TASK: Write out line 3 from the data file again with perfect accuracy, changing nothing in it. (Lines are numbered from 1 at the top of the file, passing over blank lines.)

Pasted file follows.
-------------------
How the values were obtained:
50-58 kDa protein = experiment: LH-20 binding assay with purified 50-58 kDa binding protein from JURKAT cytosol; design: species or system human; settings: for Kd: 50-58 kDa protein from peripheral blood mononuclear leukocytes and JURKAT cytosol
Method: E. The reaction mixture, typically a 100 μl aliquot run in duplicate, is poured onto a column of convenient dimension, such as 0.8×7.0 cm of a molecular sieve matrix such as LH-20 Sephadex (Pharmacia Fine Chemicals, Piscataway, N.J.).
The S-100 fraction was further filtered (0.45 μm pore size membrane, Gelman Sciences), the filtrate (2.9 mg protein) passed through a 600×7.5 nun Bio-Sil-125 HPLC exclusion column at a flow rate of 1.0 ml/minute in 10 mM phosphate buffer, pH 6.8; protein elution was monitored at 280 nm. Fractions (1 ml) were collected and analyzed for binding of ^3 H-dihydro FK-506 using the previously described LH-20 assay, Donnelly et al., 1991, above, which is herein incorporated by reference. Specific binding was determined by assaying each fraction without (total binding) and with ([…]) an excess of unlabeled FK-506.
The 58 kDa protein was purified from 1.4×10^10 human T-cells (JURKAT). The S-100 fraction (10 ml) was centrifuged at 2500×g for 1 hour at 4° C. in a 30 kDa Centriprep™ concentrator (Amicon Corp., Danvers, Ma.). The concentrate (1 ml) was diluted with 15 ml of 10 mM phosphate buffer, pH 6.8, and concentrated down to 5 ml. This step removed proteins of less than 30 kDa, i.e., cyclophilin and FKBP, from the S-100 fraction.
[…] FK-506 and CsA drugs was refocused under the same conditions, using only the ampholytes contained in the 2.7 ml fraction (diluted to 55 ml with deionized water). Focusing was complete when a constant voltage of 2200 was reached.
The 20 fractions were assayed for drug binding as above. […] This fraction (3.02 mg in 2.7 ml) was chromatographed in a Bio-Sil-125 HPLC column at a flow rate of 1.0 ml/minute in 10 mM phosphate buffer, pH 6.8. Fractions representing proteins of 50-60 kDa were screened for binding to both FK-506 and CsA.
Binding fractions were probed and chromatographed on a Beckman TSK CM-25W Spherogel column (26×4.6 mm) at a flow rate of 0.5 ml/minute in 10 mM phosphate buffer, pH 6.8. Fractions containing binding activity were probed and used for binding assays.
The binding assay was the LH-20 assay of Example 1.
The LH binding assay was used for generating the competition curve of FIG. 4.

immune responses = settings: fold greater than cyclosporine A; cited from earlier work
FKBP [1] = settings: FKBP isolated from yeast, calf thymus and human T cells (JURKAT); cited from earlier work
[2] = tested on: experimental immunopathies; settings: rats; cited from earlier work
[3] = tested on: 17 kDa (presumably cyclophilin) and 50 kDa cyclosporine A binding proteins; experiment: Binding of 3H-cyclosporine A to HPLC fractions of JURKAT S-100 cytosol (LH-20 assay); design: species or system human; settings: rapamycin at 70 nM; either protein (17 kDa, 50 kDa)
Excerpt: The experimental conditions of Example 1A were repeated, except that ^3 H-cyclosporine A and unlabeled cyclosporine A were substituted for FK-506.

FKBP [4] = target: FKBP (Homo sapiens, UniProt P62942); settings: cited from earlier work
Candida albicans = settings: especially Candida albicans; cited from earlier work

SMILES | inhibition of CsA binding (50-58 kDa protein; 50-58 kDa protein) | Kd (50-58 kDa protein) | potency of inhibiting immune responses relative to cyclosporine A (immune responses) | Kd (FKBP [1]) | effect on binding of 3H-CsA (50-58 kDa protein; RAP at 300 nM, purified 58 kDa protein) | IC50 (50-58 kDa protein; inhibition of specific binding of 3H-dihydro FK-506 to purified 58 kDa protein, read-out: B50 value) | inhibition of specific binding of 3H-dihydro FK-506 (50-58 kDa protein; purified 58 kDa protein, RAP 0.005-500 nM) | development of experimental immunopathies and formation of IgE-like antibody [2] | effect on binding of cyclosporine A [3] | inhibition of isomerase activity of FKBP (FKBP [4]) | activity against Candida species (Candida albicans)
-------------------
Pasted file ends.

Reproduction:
Method: E. The reaction mixture, typically a 100 μl aliquot run in duplicate, is poured onto a column of convenient dimension, such as 0.8×7.0 cm of a molecular sieve matrix such as LH-20 Sephadex (Pharmacia Fine Chemicals, Piscataway, N.J.).